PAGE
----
- Stunning graphics
- Distinctive characters and settings
- Some great gameplay ideas
- Stacks of appeal for all the family
- Ideas not used or explored to their potential
- Level design doesn't match the imagination of the visuals
- Review Price: £24.99
Exclusive to PlayStation 3
There’s no way around it: Puppeteer is a beautiful-looking game. It is a platformer styled as a fantasy puppet show in a magical theatre of illusions, it frames everything with red curtains, and every major beat of the action is met by the gasps and whoops of an unseen audience.
Every set, all the scenery, and every character, creature and prop seems to have been intricately sculpted out of painted wood and string, and the different levels revolve, rotate and slam into place with the aid of crunching gears and off-stage pulleys.
Puppeteer: Graphics and Sound
Visually, it’s a dazzling experience, very different from Rayman Legends’s hand-painted art or Trine II’s lustrous rendered scenery, but Puppeteer arguably trumps both as the most graphically accomplished 2D platformer to date.
It’s not just about technical achievements, but about the level and character design – a sweet blend of European folk tale and Japanese style – and the ingenious staging and lighting. Play Puppeteer on the biggest screen you can find and turn the sound up too. The orchestral score is brilliant, and it will soon put paid to any ideas you might have that a 2D platform game can’t work as spectacle.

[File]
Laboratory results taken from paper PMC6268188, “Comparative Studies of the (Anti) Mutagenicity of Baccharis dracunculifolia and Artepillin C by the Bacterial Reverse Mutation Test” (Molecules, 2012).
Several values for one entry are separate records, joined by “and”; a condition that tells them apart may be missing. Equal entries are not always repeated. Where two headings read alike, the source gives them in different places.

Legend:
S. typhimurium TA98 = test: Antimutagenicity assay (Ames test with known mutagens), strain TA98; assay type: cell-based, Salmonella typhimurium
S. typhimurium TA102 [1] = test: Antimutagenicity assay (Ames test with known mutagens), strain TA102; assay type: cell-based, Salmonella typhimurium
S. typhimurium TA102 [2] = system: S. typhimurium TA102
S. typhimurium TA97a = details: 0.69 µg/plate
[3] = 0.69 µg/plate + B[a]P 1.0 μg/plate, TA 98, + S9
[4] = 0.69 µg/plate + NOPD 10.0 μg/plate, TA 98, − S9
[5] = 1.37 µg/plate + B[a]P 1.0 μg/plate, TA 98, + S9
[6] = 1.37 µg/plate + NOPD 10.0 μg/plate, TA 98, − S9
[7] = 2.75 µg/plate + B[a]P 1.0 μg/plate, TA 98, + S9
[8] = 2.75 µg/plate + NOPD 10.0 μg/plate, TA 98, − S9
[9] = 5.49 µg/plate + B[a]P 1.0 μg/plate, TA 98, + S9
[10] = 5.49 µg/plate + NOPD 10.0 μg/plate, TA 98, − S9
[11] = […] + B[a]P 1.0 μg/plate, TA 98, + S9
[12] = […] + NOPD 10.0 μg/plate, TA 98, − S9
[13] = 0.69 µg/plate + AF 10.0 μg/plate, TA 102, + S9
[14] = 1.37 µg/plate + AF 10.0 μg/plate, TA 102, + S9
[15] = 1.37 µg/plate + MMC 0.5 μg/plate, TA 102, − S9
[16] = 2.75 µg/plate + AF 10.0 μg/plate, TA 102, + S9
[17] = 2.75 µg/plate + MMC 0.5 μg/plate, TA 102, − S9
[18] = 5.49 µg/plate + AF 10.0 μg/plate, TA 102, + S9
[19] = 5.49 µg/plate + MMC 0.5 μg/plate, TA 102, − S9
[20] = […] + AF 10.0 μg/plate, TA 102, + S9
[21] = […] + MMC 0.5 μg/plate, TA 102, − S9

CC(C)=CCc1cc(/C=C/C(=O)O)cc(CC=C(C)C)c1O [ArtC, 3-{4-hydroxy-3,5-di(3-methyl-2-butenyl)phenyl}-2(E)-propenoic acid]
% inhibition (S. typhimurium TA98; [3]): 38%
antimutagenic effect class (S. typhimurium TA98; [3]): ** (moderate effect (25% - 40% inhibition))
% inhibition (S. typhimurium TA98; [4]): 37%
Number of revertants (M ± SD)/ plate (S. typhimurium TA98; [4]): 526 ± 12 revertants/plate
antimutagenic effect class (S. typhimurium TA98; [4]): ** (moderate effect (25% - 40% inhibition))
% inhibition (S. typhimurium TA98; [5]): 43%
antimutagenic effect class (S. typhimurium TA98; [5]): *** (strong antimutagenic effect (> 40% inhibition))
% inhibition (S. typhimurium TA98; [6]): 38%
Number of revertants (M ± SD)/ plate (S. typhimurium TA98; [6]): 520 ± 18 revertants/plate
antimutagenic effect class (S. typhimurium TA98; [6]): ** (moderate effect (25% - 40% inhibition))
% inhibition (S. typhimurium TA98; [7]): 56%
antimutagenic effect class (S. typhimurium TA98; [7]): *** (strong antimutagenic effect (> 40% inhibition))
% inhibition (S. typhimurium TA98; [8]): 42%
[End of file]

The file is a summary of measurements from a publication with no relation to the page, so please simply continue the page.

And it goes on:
Puppeteer: Story and Gameplay
In gameplay terms, sadly, Puppeteer doesn’t shine so brightly. It’s not that it’s short of innovation, either. The premise is that a fiendish Moon Bear has usurped the place of the goddess of the moon, and – not content with lunar tyranny – he’s kidnapping the souls of children and transforming them into puppet slaves.
You are one such slave, but with the aid of a witch and an odd flying cat you escape your bonds, steal a magic pair of scissors, and embark on a quest to end the Moon Bear’s reign once and for all.
To help, you have a range of tools at your disposal. Firstly, your hero in Puppeteer comes into play without a head; an unfortunate fact he turns to his advantage by adopting heads dropped and discovered around the levels.
Secondly, he gets the scissors, which come into play as a handy, snap-happy weapon, but also provide a means of locomotion.
Certain parts of the scenery in Puppeteer – cloth, leaves, banners, sails, clouds – can be snipped into bits, and while you’re snipping you’re carried along the object in question. What’s more, you’ll find the occasional seam, which you can snip along at an extra burst of speed. While all the button tapping this involves gets pretty wearing on the thumb, it’s probably the game’s most interesting gameplay twist.
Making progress through the game you’ll also find items that unlock more powers, namely a shield that can reflect enemy attacks, bombs that can be thrown or dropped in place, and a hook you can use to grapple objects and drag them into place.
Throw in a right-stick controlled companion who can ferret out secrets hidden on the screen, and you have a pretty good repertoire of skills. The latter can even be controlled by another player, either with the standard Dual Shock 3 or PlayStation Move.